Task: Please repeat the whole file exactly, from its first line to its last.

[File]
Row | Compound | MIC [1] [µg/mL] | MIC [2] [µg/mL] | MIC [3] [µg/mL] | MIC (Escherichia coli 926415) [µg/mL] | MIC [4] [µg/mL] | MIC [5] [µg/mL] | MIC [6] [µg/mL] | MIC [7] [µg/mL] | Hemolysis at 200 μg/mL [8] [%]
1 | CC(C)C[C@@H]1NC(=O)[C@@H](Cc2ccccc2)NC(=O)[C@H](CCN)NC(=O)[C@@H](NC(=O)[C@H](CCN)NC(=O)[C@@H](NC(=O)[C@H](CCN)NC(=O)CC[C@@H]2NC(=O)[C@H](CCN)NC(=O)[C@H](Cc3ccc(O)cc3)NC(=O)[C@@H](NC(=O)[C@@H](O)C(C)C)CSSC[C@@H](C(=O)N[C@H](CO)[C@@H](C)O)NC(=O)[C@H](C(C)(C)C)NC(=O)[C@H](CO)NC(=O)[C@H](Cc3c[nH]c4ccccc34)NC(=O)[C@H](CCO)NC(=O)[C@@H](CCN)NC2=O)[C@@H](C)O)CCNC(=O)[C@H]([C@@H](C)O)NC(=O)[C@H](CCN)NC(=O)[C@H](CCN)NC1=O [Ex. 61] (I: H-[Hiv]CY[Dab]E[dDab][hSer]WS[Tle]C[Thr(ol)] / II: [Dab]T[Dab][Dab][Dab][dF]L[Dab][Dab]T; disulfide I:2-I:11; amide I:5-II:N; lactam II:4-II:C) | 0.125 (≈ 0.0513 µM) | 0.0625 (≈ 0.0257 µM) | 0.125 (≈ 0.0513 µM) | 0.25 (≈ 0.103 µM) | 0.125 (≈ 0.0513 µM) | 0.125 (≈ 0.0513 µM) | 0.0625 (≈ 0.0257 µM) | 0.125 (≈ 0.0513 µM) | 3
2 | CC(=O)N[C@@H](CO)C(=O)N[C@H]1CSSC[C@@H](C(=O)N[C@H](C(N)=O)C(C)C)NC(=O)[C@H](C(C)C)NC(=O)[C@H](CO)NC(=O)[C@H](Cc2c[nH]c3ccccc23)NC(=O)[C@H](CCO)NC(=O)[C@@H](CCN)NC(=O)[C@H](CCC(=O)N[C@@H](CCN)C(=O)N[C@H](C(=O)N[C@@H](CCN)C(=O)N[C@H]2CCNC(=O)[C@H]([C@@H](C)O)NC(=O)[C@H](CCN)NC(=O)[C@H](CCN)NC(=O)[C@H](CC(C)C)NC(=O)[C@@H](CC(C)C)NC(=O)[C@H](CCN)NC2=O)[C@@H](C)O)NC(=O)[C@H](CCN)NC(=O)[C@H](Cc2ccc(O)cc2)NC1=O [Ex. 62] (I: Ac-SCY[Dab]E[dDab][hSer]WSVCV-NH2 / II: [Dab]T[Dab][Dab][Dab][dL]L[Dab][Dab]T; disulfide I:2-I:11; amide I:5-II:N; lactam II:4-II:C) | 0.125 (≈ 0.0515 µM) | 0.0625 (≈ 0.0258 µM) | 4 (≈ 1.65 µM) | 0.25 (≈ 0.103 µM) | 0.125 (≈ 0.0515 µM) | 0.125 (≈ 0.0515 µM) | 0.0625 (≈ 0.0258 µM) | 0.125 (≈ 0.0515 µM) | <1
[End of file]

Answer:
Row | Compound | MIC [1] [µg/mL] | MIC [2] [µg/mL] | MIC [3] [µg/mL] | MIC (Escherichia coli 926415) [µg/mL] | MIC [4] [µg/mL] | MIC [5] [µg/mL] | MIC [6] [µg/mL] | MIC [7] [µg/mL] | Hemolysis at 200 μg/mL [8] [%]
1 | CC(C)C[C@@H]1NC(=O)[C@@H](Cc2ccccc2)NC(=O)[C@H](CCN)NC(=O)[C@@H](NC(=O)[C@H](CCN)NC(=O)[C@@H](NC(=O)[C@H](CCN)NC(=O)CC[C@@H]2NC(=O)[C@H](CCN)NC(=O)[C@H](Cc3ccc(O)cc3)NC(=O)[C@@H](NC(=O)[C@@H](O)C(C)C)CSSC[C@@H](C(=O)N[C@H](CO)[C@@H](C)O)NC(=O)[C@H](C(C)(C)C)NC(=O)[C@H](CO)NC(=O)[C@H](Cc3c[nH]c4ccccc34)NC(=O)[C@H](CCO)NC(=O)[C@@H](CCN)NC2=O)[C@@H](C)O)CCNC(=O)[C@H]([C@@H](C)O)NC(=O)[C@H](CCN)NC(=O)[C@H](CCN)NC1=O [Ex. 61] (I: H-[Hiv]CY[Dab]E[dDab][hSer]WS[Tle]C[Thr(ol)] / II: [Dab]T[Dab][Dab][Dab][dF]L[Dab][Dab]T; disulfide I:2-I:11; amide I:5-II:N; lactam II:4-II:C) | 0.125 (≈ 0.0513 µM) | 0.0625 (≈ 0.0257 µM) | 0.125 (≈ 0.0513 µM) | 0.25 (≈ 0.103 µM) | 0.125 (≈ 0.0513 µM) | 0.125 (≈ 0.0513 µM) | 0.0625 (≈ 0.0257 µM) | 0.125 (≈ 0.0513 µM) | 3
2 | CC(=O)N[C@@H](CO)C(=O)N[C@H]1CSSC[C@@H](C(=O)N[C@H](C(N)=O)C(C)C)NC(=O)[C@H](C(C)C)NC(=O)[C@H](CO)NC(=O)[C@H](Cc2c[nH]c3ccccc23)NC(=O)[C@H](CCO)NC(=O)[C@@H](CCN)NC(=O)[C@H](CCC(=O)N[C@@H](CCN)C(=O)N[C@H](C(=O)N[C@@H](CCN)C(=O)N[C@H]2CCNC(=O)[C@H]([C@@H](C)O)NC(=O)[C@H](CCN)NC(=O)[C@H](CCN)NC(=O)[C@H](CC(C)C)NC(=O)[C@@H](CC(C)C)NC(=O)[C@H](CCN)NC2=O)[C@@H](C)O)NC(=O)[C@H](CCN)NC(=O)[C@H](Cc2ccc(O)cc2)NC1=O [Ex. 62] (I: Ac-SCY[Dab]E[dDab][hSer]WSVCV-NH2 / II: [Dab]T[Dab][Dab][Dab][dL]L[Dab][Dab]T; disulfide I:2-I:11; amide I:5-II:N; lactam II:4-II:C) | 0.125 (≈ 0.0515 µM) | 0.0625 (≈ 0.0258 µM) | 4 (≈ 1.65 µM) | 0.25 (≈ 0.103 µM) | 0.125 (≈ 0.0515 µM) | 0.125 (≈ 0.0515 µM) | 0.0625 (≈ 0.0258 µM) | 0.125 (≈ 0.0515 µM) | <1